Photos from this trip can be found here.
Today couldn’t have been a better day to redo Mount Pugh since we didn’t see much on top the first time. While browsing through trip reports on nwhikers.net, I accidentally came across a report posted two weeks prior and it looked like no snowshoes were needed, just traction device with trekking poles would do. Once again I left my snowshoes at home and brought just the poles and spikes with me.
I had a couple of gatherings to attend in the evening, so we started extra early and was on the trail by 6:45 AM. It didn’t take long before we were at Lake Metam, took a short break and then headed for Stujack Pass. The switchbacks felt like they went on forever before we hit the first snow patches at 4,300’. Soon after we reached bottom of the steep slope leading up to Stujack Pass. The first time I was there I couldn’t see much with the clouds so I had no idea how steep the slope was. Plus there wasn’t any snow and I was able to switchback up to the pass than shooting straight up like we did this time.
I was surprised to see the amount snow on Stujack Pass. I followed the faint footpath and went around the heather slopes instead. The slopes were really icy so the ice ax and traction were definitely needed. Traversing across top of Stujack Pass following the footpath was interesting, alternating between walking in snow and walking on the knife edge. It wasn’t long before the ledge was in front of us and I was glad to see there wasn’t any snow on it. From that point on there were only a couple of places with snow, but we were walking on the actual, exposed trail for the most part all the way to the summit.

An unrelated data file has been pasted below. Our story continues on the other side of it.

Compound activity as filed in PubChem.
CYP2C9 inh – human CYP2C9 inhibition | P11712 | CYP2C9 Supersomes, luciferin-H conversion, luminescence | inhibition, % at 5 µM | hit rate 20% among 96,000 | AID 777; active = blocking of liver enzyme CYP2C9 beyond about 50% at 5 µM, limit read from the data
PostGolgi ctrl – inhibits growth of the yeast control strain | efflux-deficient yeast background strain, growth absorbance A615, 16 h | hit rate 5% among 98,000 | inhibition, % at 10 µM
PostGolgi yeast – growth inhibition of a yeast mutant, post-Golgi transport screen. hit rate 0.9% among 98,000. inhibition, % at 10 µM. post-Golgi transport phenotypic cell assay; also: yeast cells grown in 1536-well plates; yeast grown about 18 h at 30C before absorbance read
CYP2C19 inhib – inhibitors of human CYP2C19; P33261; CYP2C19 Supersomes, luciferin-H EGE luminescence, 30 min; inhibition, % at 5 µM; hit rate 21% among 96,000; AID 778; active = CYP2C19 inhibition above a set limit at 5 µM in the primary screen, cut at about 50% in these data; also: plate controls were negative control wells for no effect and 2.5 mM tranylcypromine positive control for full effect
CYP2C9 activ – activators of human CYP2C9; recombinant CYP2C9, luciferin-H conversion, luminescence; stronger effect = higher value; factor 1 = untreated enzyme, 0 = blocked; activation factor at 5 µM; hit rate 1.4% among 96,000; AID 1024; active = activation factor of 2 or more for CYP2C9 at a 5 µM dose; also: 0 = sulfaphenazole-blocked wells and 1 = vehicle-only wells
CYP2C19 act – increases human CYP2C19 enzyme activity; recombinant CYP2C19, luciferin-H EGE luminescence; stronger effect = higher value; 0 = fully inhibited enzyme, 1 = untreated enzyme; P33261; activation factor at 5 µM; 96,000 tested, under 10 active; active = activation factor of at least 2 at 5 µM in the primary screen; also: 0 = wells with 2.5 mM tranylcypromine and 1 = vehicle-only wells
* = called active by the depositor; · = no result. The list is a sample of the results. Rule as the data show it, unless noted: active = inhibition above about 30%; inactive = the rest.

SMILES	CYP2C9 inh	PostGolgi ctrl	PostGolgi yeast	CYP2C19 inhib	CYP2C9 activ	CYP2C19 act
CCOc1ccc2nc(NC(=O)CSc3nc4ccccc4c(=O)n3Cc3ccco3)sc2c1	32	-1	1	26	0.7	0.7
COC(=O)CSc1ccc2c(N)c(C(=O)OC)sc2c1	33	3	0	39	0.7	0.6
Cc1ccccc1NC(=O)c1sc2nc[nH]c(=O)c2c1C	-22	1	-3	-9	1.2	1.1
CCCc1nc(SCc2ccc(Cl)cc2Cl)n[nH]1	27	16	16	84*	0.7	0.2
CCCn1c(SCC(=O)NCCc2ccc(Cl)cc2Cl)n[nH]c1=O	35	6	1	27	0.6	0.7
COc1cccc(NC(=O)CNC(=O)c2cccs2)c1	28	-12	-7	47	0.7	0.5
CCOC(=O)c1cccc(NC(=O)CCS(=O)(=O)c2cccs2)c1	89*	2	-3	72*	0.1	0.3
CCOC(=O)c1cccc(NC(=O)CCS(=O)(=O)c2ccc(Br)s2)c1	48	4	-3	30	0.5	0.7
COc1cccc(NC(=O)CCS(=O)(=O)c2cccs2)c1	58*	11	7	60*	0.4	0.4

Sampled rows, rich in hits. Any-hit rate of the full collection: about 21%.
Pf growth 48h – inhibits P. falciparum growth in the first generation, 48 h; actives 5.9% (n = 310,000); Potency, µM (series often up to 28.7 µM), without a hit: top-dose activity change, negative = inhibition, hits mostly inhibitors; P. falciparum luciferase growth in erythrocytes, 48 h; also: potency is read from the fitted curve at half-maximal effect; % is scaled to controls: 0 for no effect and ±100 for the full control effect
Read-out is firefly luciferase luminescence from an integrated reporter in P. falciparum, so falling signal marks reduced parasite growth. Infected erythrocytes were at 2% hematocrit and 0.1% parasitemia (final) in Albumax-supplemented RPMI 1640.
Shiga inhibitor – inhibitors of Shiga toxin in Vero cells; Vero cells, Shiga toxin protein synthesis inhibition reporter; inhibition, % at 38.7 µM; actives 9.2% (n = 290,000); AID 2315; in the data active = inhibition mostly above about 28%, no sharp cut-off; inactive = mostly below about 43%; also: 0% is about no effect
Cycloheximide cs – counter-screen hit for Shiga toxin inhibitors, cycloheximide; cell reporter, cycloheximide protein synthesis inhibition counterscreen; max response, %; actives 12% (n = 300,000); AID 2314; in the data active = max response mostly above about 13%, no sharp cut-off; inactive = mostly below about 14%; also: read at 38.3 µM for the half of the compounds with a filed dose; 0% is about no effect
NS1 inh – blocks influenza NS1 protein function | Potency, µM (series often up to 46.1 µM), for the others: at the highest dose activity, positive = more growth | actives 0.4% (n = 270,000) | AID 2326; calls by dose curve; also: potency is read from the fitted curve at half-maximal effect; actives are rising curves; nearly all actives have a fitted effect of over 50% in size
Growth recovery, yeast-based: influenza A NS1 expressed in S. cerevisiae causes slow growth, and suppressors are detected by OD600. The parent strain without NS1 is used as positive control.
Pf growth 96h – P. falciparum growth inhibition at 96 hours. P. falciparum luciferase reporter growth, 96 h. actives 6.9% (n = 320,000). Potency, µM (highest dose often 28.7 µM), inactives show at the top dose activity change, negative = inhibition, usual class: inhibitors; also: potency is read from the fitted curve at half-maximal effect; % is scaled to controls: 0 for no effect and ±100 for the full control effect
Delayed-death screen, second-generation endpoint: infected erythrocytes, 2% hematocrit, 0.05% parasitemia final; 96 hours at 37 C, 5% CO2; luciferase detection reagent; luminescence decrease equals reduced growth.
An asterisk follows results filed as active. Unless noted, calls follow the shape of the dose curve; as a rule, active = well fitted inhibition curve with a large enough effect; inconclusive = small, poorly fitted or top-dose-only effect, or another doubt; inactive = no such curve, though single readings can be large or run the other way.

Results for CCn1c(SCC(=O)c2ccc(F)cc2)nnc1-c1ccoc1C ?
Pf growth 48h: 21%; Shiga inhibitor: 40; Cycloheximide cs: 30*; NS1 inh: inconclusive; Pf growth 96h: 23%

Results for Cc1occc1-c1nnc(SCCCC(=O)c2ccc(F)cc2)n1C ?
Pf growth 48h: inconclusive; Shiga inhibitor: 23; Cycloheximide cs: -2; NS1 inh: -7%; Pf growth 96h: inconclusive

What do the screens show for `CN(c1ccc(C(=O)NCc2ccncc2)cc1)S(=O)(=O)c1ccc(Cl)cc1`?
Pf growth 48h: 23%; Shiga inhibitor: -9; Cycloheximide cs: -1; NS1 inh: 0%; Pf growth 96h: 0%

There wasn’t much snow left on the summit. The views I had missed the first time were all beautifully displayed in front of me. The dogs were definitely tired, as seen in the photo above. I took my time taking lots of pictures before we left the summit. We didn’t see anyone else on the way up but saw a group of three near Stujack Pass.
Access: Mount Pugh Trailhead (NF-2095)